Kristen Stewart talks to Metro at TIFF

Kristen Stewart returned to the public stage this week at the Toronto International Film Festival to promote her work in “On the Road,” and Metro scored one of the actress’ first interviews. And we even got her to answer a few questions from her fans on Twitter.

Given how Dean (played by Garrett Hedlund) treats the women in his life, the story could seem a little unfair for its female characters. Did you ever get the sense that they maybe get short shrift?
That was not an impression that I got when I was younger. You feel for certain losses and certain strife that people have to go through in the book, but at the same time I never felt like there was an injustice because people — women as well — they put themselves in that position. They took just as much as they gave. Especially considering that they’re not the main characters — they’re semi on the periphery, and you’re not completely with them, you’re not inside their heads, you’re not feeling what they’re feeling. But from an outsider’s perspective — not like someone who made the movie — I just think that it’s a fairly misogynistic way to look at it in the way that a lot of people do. It’s like a sweet thing — especially a lot of guys say like, “Oh, I just don’t think they’re treated well.” Yeah, but they could take it, and that’s why they were there. They all got so much from each other.

This role required you to expose a lot of yourself, both emotionally and physically. How much was that a concern?
I want to get as close to the experiences as I possibly can. I don’t want to fake anything, and I felt so responsible to [the characters].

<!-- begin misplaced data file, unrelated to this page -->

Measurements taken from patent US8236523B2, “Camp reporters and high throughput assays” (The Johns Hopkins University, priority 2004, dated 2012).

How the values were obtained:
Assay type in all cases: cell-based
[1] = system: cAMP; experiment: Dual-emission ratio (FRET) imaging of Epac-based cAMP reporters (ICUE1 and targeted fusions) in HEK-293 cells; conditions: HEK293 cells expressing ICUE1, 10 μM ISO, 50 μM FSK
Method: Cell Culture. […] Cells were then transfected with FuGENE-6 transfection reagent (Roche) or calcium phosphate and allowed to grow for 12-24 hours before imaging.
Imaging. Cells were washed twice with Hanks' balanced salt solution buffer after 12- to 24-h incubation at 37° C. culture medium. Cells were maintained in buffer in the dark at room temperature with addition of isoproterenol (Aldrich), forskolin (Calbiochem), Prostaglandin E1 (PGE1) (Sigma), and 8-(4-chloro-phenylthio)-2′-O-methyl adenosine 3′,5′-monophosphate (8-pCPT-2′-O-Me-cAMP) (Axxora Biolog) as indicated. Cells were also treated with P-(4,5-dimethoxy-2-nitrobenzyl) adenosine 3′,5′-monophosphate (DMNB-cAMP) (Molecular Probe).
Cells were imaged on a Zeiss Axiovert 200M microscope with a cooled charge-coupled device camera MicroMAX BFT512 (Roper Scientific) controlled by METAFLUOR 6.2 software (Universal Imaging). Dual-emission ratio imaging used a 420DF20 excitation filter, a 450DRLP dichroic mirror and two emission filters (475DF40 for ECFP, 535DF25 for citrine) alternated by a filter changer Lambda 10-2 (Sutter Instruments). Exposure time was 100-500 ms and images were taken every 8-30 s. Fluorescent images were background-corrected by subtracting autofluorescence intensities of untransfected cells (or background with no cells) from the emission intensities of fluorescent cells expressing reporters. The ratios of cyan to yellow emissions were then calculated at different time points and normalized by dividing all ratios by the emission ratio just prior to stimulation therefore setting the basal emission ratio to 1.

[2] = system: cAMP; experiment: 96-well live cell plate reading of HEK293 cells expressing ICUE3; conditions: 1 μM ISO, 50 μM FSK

What about the pressure of taking on such a famous book and character?
It’s a self-imposed pressure. Everyone wants you to do all of these characters justice, especially people that really, really loved the book and people that have known them over the years. Getting to know the real people, hanging out with her daughter and listening to hours and hours of tapes, it adds pressure but at the same time it’s the only reason that it makes it OK to be there. So every second that I went, “Oh, I’m feeling a little nervous” or something, there was absolutely no reason to be because everything that we’re doing is coming from the right place, and that’s ultimately all you can be responsible for. Anything past that, you’re just being vain. We were put in the perfect position to completely lose our minds. And so how can you get nervous about that? You’re not supposed to have the control, so f—ing relax and stop taking yourself so seriously. Do you know what I mean? If you can do that, then you’ll be doing it justice and you’ll actually be doing the spirit of the book, which is the impulsive.

Taking on Twitter
We picked a few questions posed to Kristen Stewart from fans on Twitter, and Twitterers @PattinsonStew  and @teenstripper were lucky enough to get theirs answered.

@PattinsonStew: Why do you think ‘On The Road’ is more relevant now than back in the
50s?

Kristen Stewart: I don’t know if it is more relevant. I don’t think it’s ever been irrelevant. I think that’s why people have been wanting to make a movie of it for decades. I think it’s maybe interesting that it happened now because people won’t necessarily focus entirely on the fact that they’re doing drugs and having sex because it’s not as shocking to see, necessarily. Maybe then it took a special kind of person to really feel the spirit and the feelings behind all of the things that may have hidden it for other people. And now it’s just not as veiled. Now you can actually appreciate it for what it is.

@teenstripper: Why does Barack Obama follow a Kristen Stewart appreciation
account?

Kristen Stewart: I didn’t know that. That’s insane. That’s crazy. (laughs)



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